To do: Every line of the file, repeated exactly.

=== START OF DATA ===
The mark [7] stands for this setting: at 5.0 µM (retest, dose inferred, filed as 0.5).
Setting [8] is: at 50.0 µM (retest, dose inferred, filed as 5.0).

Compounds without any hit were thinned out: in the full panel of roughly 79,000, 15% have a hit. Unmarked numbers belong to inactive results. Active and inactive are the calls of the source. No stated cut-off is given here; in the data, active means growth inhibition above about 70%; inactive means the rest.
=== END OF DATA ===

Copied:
The mark [7] stands for this setting: at 5.0 µM (retest, dose inferred, filed as 0.5).
Setting [8] is: at 50.0 µM (retest, dose inferred, filed as 5.0).

Compounds without any hit were thinned out: in the full panel of roughly 79,000, 15% have a hit. Unmarked numbers belong to inactive results. Active and inactive are the calls of the source. No stated cut-off is given here; in the data, active means growth inhibition above about 70%; inactive means the rest.